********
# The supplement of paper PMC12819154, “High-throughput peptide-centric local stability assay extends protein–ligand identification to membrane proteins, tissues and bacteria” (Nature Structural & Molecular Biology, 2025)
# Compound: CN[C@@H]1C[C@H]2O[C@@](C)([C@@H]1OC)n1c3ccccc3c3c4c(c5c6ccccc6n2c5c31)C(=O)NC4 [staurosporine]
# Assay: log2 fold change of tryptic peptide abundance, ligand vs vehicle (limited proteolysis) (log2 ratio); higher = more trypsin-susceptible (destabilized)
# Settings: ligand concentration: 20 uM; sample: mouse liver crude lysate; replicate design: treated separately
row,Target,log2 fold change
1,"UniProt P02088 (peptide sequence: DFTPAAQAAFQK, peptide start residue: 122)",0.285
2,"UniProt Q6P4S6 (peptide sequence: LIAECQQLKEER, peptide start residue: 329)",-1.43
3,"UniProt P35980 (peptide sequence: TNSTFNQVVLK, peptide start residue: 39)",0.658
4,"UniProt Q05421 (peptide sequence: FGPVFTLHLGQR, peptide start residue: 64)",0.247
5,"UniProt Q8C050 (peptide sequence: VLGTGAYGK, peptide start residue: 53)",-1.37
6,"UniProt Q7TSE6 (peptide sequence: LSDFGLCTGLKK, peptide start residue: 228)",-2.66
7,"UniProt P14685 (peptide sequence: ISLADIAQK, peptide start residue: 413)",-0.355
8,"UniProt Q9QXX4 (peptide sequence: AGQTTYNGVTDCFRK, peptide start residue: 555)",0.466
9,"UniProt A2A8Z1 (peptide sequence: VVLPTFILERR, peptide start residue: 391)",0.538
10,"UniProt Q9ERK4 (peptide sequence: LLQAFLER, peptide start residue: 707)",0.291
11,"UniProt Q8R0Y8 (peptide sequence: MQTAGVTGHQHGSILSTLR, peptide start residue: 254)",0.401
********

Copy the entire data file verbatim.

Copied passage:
# The supplement of paper PMC12819154, “High-throughput peptide-centric local stability assay extends protein–ligand identification to membrane proteins, tissues and bacteria” (Nature Structural & Molecular Biology, 2025)
# Compound: CN[C@@H]1C[C@H]2O[C@@](C)([C@@H]1OC)n1c3ccccc3c3c4c(c5c6ccccc6n2c5c31)C(=O)NC4 [staurosporine]
# Assay: log2 fold change of tryptic peptide abundance, ligand vs vehicle (limited proteolysis) (log2 ratio); higher = more trypsin-susceptible (destabilized)
# Settings: ligand concentration: 20 uM; sample: mouse liver crude lysate; replicate design: treated separately
row,Target,log2 fold change
1,"UniProt P02088 (peptide sequence: DFTPAAQAAFQK, peptide start residue: 122)",0.285
2,"UniProt Q6P4S6 (peptide sequence: LIAECQQLKEER, peptide start residue: 329)",-1.43
3,"UniProt P35980 (peptide sequence: TNSTFNQVVLK, peptide start residue: 39)",0.658
4,"UniProt Q05421 (peptide sequence: FGPVFTLHLGQR, peptide start residue: 64)",0.247
5,"UniProt Q8C050 (peptide sequence: VLGTGAYGK, peptide start residue: 53)",-1.37
6,"UniProt Q7TSE6 (peptide sequence: LSDFGLCTGLKK, peptide start residue: 228)",-2.66
7,"UniProt P14685 (peptide sequence: ISLADIAQK, peptide start residue: 413)",-0.355
8,"UniProt Q9QXX4 (peptide sequence: AGQTTYNGVTDCFRK, peptide start residue: 555)",0.466
9,"UniProt A2A8Z1 (peptide sequence: VVLPTFILERR, peptide start residue: 391)",0.538
10,"UniProt Q9ERK4 (peptide sequence: LLQAFLER, peptide start residue: 707)",0.291
11,"UniProt Q8R0Y8 (peptide sequence: MQTAGVTGHQHGSILSTLR, peptide start residue: 254)",0.401